This is a superb guide to the genre of historical crime fiction in the same manner as the author's earlier guides Nordic Noir, Euro Noir, Brit Noir and American Noir. After an amusing introduction tracing briefly the history of the genre each chapter which follows then deals with a different era from the Ancient World through to the 1960s and 1970s. The leading authors are discussed with many examples of their work. The author cleverly gives the flavour of these books without any spoilers. A few This is a superb guide to the genre of historical crime fiction in the same manner as the author's earlier guides Nordic Noir, Euro Noir, Brit Noir and American Noir. After an amusing introduction tracing briefly the history of the genre each chapter which follows then deals with a different era from the Ancient World through to the 1960s and 1970s. The leading authors are discussed with many examples of their work. The author cleverly gives the flavour of these books without any spoilers. A few films and TV series are also mentioned. New authors are not ignored. This is an essential guide and makes you want to rush off to the library or bookshop as there are so many leads to follow.

  2. 5 out of 5

    Graham

    Like most of Forshaw's books it is basically a catalogue of recommended reading, but he knows his stuff, the book is clearly organised into periods, and he is particularly good at bringing to notice half-forgotten or unregarded novelists who are still worth looking at. As usual I ended up with a good dozen books I'd like to follow up and/or read.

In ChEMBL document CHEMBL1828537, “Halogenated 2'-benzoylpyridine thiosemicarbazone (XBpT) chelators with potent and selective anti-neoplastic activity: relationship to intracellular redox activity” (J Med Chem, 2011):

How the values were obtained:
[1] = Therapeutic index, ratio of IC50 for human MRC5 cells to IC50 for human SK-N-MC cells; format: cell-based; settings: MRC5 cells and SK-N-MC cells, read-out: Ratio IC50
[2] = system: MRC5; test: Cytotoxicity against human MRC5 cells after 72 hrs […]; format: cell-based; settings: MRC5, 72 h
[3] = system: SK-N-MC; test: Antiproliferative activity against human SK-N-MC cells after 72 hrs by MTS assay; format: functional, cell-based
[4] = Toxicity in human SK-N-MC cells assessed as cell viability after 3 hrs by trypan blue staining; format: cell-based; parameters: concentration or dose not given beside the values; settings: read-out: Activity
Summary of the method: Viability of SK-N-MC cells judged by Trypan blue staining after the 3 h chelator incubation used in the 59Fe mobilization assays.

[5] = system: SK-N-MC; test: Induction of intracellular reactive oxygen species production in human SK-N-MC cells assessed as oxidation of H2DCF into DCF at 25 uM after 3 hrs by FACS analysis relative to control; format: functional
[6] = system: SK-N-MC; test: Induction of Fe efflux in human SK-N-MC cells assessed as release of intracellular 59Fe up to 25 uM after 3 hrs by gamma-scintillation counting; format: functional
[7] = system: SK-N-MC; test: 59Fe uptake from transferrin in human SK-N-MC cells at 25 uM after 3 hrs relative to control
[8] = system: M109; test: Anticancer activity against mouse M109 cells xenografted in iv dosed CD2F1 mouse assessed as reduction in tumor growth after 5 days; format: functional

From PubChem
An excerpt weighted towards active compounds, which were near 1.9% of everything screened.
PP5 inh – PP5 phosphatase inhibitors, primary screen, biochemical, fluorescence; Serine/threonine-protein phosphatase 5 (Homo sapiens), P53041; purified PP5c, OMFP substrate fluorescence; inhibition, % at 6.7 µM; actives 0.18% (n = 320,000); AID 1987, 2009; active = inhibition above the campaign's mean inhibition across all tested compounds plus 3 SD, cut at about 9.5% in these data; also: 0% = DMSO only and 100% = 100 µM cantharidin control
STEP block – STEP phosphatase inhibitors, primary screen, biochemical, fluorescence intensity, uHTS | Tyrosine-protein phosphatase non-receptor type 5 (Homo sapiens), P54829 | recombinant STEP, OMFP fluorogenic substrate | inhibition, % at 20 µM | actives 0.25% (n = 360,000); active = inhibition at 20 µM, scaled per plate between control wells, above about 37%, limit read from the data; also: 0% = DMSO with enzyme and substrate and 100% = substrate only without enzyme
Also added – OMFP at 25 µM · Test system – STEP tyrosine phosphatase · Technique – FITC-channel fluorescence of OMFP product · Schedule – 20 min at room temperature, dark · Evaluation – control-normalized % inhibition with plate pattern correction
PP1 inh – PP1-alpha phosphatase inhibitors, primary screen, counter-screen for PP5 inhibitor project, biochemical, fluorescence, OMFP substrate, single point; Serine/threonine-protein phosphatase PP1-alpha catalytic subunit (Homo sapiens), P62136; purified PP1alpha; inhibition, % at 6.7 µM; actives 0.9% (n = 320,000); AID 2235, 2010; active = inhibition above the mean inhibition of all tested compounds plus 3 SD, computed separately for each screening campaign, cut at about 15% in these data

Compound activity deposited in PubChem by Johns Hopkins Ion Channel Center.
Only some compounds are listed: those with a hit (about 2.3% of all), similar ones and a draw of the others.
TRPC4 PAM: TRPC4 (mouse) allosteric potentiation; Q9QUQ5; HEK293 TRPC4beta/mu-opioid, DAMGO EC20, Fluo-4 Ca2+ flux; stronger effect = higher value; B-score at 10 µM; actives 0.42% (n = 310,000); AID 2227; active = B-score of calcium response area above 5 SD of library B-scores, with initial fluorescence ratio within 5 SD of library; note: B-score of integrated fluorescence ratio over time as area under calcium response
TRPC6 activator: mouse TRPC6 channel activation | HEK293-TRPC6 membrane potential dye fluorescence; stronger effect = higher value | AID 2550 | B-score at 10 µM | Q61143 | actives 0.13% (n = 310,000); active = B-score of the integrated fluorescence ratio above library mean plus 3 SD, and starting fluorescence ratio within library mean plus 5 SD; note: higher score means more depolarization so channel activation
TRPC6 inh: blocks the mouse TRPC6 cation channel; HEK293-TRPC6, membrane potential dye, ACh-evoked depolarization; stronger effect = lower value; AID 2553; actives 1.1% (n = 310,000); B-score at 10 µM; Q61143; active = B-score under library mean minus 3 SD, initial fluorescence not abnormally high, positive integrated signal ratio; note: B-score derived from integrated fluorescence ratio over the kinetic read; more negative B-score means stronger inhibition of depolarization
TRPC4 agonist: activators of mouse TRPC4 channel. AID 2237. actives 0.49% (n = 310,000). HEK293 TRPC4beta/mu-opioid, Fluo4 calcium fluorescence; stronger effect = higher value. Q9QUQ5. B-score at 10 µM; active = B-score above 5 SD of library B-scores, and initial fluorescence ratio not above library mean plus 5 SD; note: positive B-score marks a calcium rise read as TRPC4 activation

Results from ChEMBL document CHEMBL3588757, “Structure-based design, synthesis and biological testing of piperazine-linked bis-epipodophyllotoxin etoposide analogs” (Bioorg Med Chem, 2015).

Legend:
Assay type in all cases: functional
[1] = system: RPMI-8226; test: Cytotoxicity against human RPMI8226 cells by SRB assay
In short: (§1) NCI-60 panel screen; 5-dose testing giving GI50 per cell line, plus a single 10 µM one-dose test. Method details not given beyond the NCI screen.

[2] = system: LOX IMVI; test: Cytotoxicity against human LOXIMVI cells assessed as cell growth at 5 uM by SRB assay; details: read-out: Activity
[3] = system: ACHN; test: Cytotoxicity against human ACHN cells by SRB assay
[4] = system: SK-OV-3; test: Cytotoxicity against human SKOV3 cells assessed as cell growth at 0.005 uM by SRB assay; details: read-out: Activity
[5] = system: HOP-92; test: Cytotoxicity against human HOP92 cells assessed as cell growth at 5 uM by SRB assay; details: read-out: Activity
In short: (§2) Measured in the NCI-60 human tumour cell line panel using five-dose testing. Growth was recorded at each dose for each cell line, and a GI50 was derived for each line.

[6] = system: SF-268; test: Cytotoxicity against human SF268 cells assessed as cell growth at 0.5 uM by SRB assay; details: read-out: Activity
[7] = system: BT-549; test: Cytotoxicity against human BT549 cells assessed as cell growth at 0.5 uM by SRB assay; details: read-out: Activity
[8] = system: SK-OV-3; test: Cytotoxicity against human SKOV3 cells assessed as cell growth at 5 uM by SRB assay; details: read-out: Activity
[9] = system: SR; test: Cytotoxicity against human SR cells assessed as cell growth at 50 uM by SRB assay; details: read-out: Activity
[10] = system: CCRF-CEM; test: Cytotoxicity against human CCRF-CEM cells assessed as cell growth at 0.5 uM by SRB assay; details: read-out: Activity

3. 4 out of 5

    Mike

    Dozens and dozens of pointers to future reading. What more can you ask for in a book of this type? BTW you also get good writing, good summaries and a very good selection of authors, many of whom I hadn't heard of before. Some of the author interviews are also fascinating.

  4. 4 out of 5

    Ming Terk

    More a reference book for noir readers than a casual read through. A series of book reviews of noir fiction. What I am curious is that most of the reviews are very good. Which leads me to wonder about the impartiality of the writer. Of course he could only have chosen the best....

  5. 4 out of 5

    Meghan

  6. 4 out of 5

    Gisela

  7. 4 out of 5

    Helen Howerton

  8. 4 out of 5

    Sirena

  9. 4 out of 5

    Tracyk

  10. 4 out of 5

    Michael Mawhiney

  11. 5 out of 5

    Jeff

  12. 4 out of 5

    rêveur d'art

  13. 4 out of 5

    Austin Zook

  14. 5 out of 5

    Leslie Smith

  15. 5 out of 5

    Lychee

  16. 5 out of 5

    Michael Mawhiney

  17. 5 out of 5

    Terri

  18. 5 out of 5

    Diana Duncan

  19. 5 out of 5

    Dsreebny

  20. 5 out of 5

    Cecilia Mackay

  21. 5 out of 5

    Sadie

  22. 4 out of 5

    Tom Calvard

  23. 4 out of 5

    Katherine Stansfield

  24. 5 out of 5

    David Richardson

  25. 5 out of 5

    Romek Liik

  26. 4 out of 5

    Karen

  27. 4 out of 5

    Thebookswawa

  28. 5 out of 5

    Christina White

  29. 4 out of 5

    Dianabi

  30. 5 out of 5

    Jelena Ajdarevic

  31. 4 out of 5

    Thomas Jancis